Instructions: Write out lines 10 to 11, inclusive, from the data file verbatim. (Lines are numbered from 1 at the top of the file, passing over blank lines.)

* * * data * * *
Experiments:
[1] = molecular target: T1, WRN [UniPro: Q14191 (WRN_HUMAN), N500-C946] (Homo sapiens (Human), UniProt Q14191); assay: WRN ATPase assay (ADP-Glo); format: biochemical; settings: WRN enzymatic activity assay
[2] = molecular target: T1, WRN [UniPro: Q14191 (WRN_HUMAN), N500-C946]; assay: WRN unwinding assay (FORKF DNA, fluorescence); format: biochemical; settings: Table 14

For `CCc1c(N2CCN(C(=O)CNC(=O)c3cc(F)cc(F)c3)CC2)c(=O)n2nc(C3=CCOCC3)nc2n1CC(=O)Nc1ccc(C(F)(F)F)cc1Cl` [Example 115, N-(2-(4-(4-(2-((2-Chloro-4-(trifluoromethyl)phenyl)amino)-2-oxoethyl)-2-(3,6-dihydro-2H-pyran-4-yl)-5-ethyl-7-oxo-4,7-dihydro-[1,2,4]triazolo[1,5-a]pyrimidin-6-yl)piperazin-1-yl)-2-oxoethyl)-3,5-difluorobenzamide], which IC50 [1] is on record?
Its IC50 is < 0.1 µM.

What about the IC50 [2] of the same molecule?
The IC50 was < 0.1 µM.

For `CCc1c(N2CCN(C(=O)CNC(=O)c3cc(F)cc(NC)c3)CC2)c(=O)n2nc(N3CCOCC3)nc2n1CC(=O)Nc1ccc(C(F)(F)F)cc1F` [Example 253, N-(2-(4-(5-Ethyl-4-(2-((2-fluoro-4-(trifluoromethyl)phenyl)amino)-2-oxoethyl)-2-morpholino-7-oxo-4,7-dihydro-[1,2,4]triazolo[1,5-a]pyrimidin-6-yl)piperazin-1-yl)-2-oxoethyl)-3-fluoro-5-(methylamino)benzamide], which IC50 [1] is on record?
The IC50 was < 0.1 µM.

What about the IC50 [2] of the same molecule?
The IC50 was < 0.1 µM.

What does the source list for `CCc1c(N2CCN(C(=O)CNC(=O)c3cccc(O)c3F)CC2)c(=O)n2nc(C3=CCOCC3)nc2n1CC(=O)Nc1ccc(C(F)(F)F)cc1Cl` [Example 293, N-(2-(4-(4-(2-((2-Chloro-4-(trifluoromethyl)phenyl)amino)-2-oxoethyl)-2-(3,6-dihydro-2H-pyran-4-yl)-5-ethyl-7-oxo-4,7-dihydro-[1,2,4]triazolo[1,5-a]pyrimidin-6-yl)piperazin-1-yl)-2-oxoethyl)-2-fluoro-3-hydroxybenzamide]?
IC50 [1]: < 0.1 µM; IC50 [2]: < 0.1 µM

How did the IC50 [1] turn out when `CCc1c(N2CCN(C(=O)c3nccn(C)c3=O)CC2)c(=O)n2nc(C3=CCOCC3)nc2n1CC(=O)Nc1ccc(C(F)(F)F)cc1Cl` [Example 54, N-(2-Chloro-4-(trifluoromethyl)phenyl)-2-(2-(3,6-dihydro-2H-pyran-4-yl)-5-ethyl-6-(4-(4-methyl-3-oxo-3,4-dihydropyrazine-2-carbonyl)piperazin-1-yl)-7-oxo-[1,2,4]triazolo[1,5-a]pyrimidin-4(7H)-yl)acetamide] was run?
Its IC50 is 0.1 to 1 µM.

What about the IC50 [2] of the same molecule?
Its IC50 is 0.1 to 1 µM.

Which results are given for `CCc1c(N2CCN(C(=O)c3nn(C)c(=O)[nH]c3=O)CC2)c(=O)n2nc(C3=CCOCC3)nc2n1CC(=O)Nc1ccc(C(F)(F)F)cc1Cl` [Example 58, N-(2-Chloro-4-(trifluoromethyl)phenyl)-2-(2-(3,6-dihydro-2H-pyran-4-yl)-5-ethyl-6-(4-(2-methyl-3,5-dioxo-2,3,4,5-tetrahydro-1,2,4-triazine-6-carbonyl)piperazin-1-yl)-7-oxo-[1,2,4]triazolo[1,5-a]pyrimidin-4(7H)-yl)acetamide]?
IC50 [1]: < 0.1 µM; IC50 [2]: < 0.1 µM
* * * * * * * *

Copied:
What about the IC50 [2] of the same molecule?
The IC50 was < 0.1 µM.